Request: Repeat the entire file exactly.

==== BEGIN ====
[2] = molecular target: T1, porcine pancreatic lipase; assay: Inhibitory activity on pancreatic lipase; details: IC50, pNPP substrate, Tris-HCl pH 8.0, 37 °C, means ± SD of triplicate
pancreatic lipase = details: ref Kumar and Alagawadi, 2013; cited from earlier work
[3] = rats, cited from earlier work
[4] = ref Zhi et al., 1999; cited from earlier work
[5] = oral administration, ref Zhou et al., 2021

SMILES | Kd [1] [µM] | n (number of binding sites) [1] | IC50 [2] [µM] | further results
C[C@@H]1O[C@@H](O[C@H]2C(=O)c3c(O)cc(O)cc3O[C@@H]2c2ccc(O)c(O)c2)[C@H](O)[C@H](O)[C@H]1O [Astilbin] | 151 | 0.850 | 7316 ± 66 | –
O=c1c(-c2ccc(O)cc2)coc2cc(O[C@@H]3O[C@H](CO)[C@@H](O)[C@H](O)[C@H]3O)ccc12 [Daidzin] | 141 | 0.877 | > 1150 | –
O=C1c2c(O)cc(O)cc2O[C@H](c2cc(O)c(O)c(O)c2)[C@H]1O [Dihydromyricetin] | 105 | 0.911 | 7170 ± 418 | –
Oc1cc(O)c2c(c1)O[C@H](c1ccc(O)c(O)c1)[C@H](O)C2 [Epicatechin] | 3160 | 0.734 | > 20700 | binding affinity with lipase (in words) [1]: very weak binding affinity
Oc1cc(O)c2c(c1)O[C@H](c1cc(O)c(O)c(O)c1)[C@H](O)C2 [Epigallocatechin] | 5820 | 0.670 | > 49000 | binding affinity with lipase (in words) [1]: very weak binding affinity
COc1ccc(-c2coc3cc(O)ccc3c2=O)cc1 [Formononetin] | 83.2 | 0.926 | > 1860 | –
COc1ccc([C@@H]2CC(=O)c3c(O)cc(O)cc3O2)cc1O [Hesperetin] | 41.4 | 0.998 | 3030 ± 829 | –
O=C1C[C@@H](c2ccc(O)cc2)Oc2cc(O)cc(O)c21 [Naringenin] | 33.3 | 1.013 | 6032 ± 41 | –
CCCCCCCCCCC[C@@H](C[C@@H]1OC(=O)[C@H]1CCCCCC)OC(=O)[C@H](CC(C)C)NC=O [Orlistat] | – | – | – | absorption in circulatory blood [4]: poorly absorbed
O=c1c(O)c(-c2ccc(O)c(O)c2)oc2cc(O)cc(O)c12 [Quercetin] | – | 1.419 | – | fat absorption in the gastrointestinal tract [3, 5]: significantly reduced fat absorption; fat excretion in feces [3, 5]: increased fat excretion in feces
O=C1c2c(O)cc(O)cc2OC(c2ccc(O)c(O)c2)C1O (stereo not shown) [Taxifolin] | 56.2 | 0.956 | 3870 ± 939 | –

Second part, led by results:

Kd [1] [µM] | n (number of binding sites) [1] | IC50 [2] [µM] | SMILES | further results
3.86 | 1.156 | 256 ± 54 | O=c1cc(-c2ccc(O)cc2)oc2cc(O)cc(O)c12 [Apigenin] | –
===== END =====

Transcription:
[2] = molecular target: T1, porcine pancreatic lipase; assay: Inhibitory activity on pancreatic lipase; details: IC50, pNPP substrate, Tris-HCl pH 8.0, 37 °C, means ± SD of triplicate
pancreatic lipase = details: ref Kumar and Alagawadi, 2013; cited from earlier work
[3] = rats, cited from earlier work
[4] = ref Zhi et al., 1999; cited from earlier work
[5] = oral administration, ref Zhou et al., 2021

SMILES | Kd [1] [µM] | n (number of binding sites) [1] | IC50 [2] [µM] | further results
C[C@@H]1O[C@@H](O[C@H]2C(=O)c3c(O)cc(O)cc3O[C@@H]2c2ccc(O)c(O)c2)[C@H](O)[C@H](O)[C@H]1O [Astilbin] | 151 | 0.850 | 7316 ± 66 | –
O=c1c(-c2ccc(O)cc2)coc2cc(O[C@@H]3O[C@H](CO)[C@@H](O)[C@H](O)[C@H]3O)ccc12 [Daidzin] | 141 | 0.877 | > 1150 | –
O=C1c2c(O)cc(O)cc2O[C@H](c2cc(O)c(O)c(O)c2)[C@H]1O [Dihydromyricetin] | 105 | 0.911 | 7170 ± 418 | –
Oc1cc(O)c2c(c1)O[C@H](c1ccc(O)c(O)c1)[C@H](O)C2 [Epicatechin] | 3160 | 0.734 | > 20700 | binding affinity with lipase (in words) [1]: very weak binding affinity
Oc1cc(O)c2c(c1)O[C@H](c1cc(O)c(O)c(O)c1)[C@H](O)C2 [Epigallocatechin] | 5820 | 0.670 | > 49000 | binding affinity with lipase (in words) [1]: very weak binding affinity
COc1ccc(-c2coc3cc(O)ccc3c2=O)cc1 [Formononetin] | 83.2 | 0.926 | > 1860 | –
COc1ccc([C@@H]2CC(=O)c3c(O)cc(O)cc3O2)cc1O [Hesperetin] | 41.4 | 0.998 | 3030 ± 829 | –
O=C1C[C@@H](c2ccc(O)cc2)Oc2cc(O)cc(O)c21 [Naringenin] | 33.3 | 1.013 | 6032 ± 41 | –
CCCCCCCCCCC[C@@H](C[C@@H]1OC(=O)[C@H]1CCCCCC)OC(=O)[C@H](CC(C)C)NC=O [Orlistat] | – | – | – | absorption in circulatory blood [4]: poorly absorbed
O=c1c(O)c(-c2ccc(O)c(O)c2)oc2cc(O)cc(O)c12 [Quercetin] | – | 1.419 | – | fat absorption in the gastrointestinal tract [3, 5]: significantly reduced fat absorption; fat excretion in feces [3, 5]: increased fat excretion in feces
O=C1c2c(O)cc(O)cc2OC(c2ccc(O)c(O)c2)C1O (stereo not shown) [Taxifolin] | 56.2 | 0.956 | 3870 ± 939 | –

Second part, led by results:

Kd [1] [µM] | n (number of binding sites) [1] | IC50 [2] [µM] | SMILES | further results
3.86 | 1.156 | 256 ± 54 | O=c1cc(-c2ccc(O)cc2)oc2cc(O)cc(O)c12 [Apigenin] | –